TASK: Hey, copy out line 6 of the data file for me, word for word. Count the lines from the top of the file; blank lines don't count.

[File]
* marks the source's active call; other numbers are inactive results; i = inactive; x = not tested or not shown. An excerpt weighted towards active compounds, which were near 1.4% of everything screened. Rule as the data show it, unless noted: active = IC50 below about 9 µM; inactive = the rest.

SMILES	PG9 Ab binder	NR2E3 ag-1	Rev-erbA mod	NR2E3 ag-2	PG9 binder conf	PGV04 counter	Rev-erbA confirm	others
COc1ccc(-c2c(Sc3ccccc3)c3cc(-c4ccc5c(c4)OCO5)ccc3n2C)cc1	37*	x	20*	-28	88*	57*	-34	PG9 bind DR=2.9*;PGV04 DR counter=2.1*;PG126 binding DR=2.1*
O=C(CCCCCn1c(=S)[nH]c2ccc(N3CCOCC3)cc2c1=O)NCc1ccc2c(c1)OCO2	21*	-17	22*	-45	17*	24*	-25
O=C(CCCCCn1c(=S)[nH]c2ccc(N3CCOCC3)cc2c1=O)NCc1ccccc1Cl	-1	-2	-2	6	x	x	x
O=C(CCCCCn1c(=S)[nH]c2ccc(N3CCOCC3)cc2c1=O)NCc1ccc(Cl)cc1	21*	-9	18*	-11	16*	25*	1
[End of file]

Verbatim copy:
O=C(CCCCCn1c(=S)[nH]c2ccc(N3CCOCC3)cc2c1=O)NCc1ccc(Cl)cc1	21*	-9	18*	-11	16*	25*	1